Slated to come out in March on the T-Mobile network in the US (making it compatible with Wind Mobile, Mobilicity and Videotron in Canada), no specifics on pricing or Canadian availabilty have been revealed.

Toshiba Tablet

Toshiba been making tablets for Windows since the late 90's, they have also innovated the notebook and subnotebook space with very unique designs and treatments. It enters the Android Honeycomb tablet space with the recently revealed yet simply named Toshiba Tablet. Decked out in easy grip textured rubber, the Tablet integrates much of Toshiba's experience in building awesome HDTV's with a 16:10 widescreen capable of HD video at 720p resolution. It will be powered by the Tegra 2 processor and is also the only Honeycomb tablet that will feature a removable (replaceable) battery.

Toshiba is clearly  focusing on the Tablet's entertainment value as well as connectivity with Wi-Fi, MiniUSB and HDMI-out and SDCard slots for expansion. No pricing has been released but our sources confirmed that the Tablet will come to Canada in Q2 2011.


Clearly aiming at the Apple iPad's market dominance, these new tablets offer more power, more expansion and possibly more functionality than Apple's one-year-old iPad. The iPad is available everywhere starting at $549 and runs the gamut of modes from entry-level Wi-Fi only tablets to higher capacity models with 3G data plus Wi-Fi.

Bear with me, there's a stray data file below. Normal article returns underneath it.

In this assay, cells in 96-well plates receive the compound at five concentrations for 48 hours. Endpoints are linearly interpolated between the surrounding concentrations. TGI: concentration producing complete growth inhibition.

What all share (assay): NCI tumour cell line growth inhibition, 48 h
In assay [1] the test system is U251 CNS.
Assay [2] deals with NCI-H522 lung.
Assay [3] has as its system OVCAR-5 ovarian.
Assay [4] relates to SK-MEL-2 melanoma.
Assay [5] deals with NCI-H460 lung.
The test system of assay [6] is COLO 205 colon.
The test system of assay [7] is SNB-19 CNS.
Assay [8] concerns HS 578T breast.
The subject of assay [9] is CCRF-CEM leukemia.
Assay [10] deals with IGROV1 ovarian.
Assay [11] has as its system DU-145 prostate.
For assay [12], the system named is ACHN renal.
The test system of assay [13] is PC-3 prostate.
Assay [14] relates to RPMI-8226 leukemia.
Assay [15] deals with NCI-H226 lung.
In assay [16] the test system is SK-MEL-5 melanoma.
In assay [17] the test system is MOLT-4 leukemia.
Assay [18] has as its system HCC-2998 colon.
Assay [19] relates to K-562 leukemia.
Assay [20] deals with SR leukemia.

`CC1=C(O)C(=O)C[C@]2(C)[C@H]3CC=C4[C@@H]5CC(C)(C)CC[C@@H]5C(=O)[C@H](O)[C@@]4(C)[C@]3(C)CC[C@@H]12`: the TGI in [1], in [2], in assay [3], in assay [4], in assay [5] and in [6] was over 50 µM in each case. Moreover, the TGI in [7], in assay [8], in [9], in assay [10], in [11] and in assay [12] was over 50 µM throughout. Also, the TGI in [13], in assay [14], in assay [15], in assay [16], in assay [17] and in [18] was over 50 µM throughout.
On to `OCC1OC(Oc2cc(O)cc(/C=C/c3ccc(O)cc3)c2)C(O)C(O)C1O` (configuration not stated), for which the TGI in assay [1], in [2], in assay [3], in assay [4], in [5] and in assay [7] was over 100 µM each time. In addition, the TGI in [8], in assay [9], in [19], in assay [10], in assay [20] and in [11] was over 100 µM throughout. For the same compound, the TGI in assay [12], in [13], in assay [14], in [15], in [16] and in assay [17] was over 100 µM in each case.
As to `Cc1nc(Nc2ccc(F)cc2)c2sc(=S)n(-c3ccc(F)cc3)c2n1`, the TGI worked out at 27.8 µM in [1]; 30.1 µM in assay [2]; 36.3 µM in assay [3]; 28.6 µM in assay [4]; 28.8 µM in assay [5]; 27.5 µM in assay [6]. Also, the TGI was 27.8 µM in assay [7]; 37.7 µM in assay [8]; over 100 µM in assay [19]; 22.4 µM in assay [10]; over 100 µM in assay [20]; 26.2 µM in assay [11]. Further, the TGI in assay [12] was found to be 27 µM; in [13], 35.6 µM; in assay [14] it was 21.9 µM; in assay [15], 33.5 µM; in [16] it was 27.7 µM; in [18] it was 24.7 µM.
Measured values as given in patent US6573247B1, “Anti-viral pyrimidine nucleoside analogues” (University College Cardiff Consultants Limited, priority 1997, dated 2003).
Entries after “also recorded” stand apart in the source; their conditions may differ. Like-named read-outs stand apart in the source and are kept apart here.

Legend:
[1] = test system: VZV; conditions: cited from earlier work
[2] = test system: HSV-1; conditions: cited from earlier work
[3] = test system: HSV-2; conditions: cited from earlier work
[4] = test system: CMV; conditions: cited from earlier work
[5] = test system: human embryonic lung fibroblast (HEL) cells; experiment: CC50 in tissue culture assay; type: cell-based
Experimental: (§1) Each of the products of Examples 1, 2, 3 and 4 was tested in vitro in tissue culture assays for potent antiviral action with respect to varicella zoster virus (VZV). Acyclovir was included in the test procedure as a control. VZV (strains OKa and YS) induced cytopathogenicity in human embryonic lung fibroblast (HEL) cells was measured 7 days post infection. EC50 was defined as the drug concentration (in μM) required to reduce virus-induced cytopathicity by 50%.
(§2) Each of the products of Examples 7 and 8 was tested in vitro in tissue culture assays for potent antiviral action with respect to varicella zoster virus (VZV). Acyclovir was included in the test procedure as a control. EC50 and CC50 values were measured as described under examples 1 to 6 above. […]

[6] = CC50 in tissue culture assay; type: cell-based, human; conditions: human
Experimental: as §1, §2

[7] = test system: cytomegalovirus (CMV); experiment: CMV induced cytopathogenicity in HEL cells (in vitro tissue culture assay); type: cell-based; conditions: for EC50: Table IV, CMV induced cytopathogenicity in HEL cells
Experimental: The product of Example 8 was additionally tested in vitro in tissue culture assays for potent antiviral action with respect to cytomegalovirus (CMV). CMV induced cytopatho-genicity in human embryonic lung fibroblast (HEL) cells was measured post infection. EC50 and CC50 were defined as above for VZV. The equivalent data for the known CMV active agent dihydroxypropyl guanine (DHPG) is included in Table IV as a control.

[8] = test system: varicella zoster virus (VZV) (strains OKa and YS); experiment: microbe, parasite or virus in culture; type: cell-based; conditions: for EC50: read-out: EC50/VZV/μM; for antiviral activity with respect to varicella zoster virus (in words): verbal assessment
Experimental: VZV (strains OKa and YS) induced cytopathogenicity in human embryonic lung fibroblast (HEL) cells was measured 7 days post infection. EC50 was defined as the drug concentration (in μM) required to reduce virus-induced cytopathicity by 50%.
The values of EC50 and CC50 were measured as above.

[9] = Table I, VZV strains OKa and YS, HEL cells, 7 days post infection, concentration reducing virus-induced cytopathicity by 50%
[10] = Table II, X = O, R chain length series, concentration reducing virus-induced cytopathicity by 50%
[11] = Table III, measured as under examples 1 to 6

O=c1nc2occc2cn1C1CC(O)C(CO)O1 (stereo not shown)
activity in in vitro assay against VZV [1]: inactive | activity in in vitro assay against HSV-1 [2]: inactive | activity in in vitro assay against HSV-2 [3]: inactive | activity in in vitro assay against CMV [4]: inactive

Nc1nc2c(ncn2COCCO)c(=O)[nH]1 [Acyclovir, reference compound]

Early indicators show that these Honeycomb flavoured Android tablets may be substantially more expensive (in the $800-$1300 range, from what we're hearing) than the iPad which will not make them competitive specially once Apple announces the iPad 2 in the same price range as the current line. We're happy that we are finally seeing some variety in the tablet market and we are excited for what Honeycomb can bring in terms of features.

Battery life and tablet-specific Android applications are two other components that must be considered. The iPad may have a 1GHz Apple A4 processor and only 256MB of RAM but it can manage 10 hours of video playback and Wi-Fi surfing easily. There's still no telling how good these Honeycomb tablets battery life will be specially since they have higher specs, although multi-core processors do a traditionally good job with managing power and battery life.

With the tablet-specific apps, we need to see a bunch of these from the outset. As early iPad user's will tell you, its no fun to run blown-up smartphone apps on a tablet screen and while the iPad has a number of apps that are designed for the tablet experience we feel there could be a lot more. Hopefully Google and the tablet manufacturers are preparing a substantial number of apps on the release of these tablets.

So, which of these new tablets will you be lining up for?  Does an Android tablet sound viable to you or is the iPad still the king of the tablet jungle?